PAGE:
The Garden Grove Freeway (SR-22) travels mostly within the city of Garden Grove or along its border with neighboring Westminster.
The Costa Mesa Freeway, State Route 55 (SR-55), was originally constructed in 1962 as a four lane (two in each direction) highway. Within the next ten years one additional lane was added in each direction.
In 1985, Orange County's first carpool lane was added between the I-405 and the SR-91 freeway. The freeway was also extended to 19th Street in Costa Mesa in the late 80's.
With the help of Measure M, Orange County's half cent sales tax for transportation improvements, along with additional state and federal dollars, the face of the SR-55 continued to change.
For more than 50 years, the Orange Freeway (SR-57) has been integrally linked to Orange County's growth and legacy. During its five-decade history, this freeway has been uniquely intertwined with the evolution of many of the county's most notable attractions. Like the region and destinations it serves, the SR-57 is a classic landmark unto itself.
OCTA and the California Department of Transportation (Caltrans) District 12 are currently constructing a new, 4-mile westbound general purpose lane on State Route 91 between State Route 57 and Interstate 5.
The new westbound lane will increase capacity, improve driving operations and relieve traffic congestion along this key stretch of westbound SR-91.
In addition to building a new westbound general purpose lane, construction crews will also:
Located in northern Orange County, the Riverside Freeway (SR-91) is one of the region’s most vital, yet congested, commuter and commercial corridors. Everyday, more than 300,000 motorists drive it to get to work, school, home and other essential destinations. By 2035, more than 425,000 drivers are expected to travel the 91 daily. The 91 Freeway connects communities in Riverside County with employment centers in Orange County. It also serves as a “bridge” that links commercial trucks transporting good and products from the ports of Los Angeles and Long Beach to key local, regional and even national markets. Orange County visitors and locals alike also drive SR-91 to connect with world-class attractions and special events at Anaheim Stadium, Honda Center, Disneyland, Knott’s Berry Farm and other destinations. In short, SR-91 helps drive our economy and quality of life. This is why building “A Better 91” to keep the 91 Freeway moving, will help keep Orange County moving.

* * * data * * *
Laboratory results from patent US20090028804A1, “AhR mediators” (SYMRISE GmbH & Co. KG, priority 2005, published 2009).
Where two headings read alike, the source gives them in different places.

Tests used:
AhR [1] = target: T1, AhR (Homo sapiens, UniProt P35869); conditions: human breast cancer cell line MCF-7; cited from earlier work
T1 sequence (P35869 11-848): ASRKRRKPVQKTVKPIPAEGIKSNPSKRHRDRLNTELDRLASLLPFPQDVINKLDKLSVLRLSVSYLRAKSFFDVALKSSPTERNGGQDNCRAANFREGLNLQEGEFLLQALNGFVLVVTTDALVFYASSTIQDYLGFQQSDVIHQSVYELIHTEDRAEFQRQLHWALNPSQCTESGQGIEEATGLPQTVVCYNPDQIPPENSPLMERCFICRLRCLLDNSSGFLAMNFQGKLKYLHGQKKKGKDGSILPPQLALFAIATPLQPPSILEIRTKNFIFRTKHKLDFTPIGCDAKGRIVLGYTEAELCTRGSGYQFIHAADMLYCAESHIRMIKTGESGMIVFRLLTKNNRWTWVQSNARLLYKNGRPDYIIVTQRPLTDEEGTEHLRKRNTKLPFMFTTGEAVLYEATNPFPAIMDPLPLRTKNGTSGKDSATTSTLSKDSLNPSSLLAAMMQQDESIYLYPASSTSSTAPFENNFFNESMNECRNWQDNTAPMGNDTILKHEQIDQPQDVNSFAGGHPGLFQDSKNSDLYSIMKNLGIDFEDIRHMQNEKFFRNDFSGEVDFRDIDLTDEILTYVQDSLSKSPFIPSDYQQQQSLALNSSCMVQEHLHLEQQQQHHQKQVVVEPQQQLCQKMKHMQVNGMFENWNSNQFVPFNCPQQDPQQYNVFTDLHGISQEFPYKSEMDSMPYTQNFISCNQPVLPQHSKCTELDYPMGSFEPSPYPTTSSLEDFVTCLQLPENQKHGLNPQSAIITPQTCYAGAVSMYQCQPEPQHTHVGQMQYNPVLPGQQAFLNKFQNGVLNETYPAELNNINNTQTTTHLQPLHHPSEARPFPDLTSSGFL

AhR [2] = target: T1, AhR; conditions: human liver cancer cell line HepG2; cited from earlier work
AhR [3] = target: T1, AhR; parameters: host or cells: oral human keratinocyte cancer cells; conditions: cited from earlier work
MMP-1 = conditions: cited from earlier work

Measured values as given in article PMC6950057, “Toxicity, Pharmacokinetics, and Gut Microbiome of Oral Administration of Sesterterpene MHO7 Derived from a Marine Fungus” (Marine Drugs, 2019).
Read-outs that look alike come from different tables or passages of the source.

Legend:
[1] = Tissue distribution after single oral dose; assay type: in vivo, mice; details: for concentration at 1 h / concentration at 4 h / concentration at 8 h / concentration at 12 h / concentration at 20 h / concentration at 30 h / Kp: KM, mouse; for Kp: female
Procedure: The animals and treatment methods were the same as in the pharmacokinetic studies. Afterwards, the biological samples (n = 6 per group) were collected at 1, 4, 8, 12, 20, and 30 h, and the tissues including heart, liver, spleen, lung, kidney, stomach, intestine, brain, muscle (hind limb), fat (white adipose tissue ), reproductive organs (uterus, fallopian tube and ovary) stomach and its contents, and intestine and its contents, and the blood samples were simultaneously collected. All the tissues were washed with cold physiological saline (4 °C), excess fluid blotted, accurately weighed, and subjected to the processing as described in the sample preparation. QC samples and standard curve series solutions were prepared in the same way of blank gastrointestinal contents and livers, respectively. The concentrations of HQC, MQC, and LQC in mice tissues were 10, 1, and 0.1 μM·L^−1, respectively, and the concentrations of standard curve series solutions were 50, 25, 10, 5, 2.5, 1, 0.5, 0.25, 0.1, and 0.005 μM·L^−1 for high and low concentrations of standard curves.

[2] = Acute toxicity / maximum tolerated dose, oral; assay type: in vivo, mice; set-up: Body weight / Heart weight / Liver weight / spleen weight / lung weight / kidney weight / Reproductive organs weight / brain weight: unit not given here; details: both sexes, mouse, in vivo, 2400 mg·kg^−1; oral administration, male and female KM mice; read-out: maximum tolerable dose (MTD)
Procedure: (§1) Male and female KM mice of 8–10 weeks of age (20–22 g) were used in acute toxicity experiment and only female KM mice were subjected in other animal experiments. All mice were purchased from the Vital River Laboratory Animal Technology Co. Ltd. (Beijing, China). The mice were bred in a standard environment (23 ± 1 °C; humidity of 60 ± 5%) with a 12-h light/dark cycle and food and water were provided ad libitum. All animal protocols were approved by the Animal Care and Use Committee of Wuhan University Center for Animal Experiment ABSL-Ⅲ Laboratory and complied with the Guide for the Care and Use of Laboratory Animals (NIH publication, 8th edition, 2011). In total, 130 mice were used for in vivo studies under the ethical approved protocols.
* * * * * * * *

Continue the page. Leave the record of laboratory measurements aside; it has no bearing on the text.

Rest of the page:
Starting in September 2016, OCTA, in partnership with Caltrans, will repave The 91 Express Lanes. Dubbed “The 91 Weekend Shift Project,” repaving is scheduled to occur over 10 consecutive weekends,
Caltrans District 12 and OCTA are currently in construction on the SR-91 Bypass Lane Project. This is the fourth in a series of improvement projects on the 91 Freeway in Orange County. Since December 2010, OCTA and Caltrans have added 18-lane miles to the 91 Freeway between Interstate 5 and State Route 241.
Caltrans District 12 and OCTA are expected to begin the Project Approval/Environmental Document (environmental review) phase on the SR-91 Widening Project between SR-57 and SR-55 in late 2014/early 2015. This proposed project will improve traffic flow and operations in both directions along SR-91 within the cities of Fullerton and Anaheim. This project is funded by OCTA’s Measure M Investment Plan – which was passed by nearly 70% of Orange County voters in 2006.
OCTA and its project partners are underway with construction on State Route 91 which will significantly improve travel operations along throughout Orange County. Travelers can expect temporary lane closures and need to follow the signs and stay alert.
The Riverside County Transportation Commission (RCTC) and project partners are making improvements to the 91 Freeway from Corona to Riverside. Construction on this major freeway improvement project began in early 2014 and new lanes are expected to open in 2017.
The Garden Grove Freeway (SR-22) travels mostly within the city of Garden Grove or along its border with neighboring Westminster. Just inside the Orange city limits, the freeway enters the congested Orange Crush interchange with the Santa Ana and Orange Freeways (Interstate 5 and State Route 57, respectively). It continues along the border of Orange and Santa Ana for 3 miles until terminating at the Costa Mesa Freeway (State Route 55).
Improve freeway access and arterial connections to I-605 serving the communities of Los Alamitos and Cypress.
The project will be coordinated with other planned improvements along SR-22 and I-405. Specific improvements will be subject to approved plans developed in cooperation with local jurisdictions and affected communities.
91 Express Lanes
OCTA Administrative Office
550 S. Main StreetOrange, CA 92868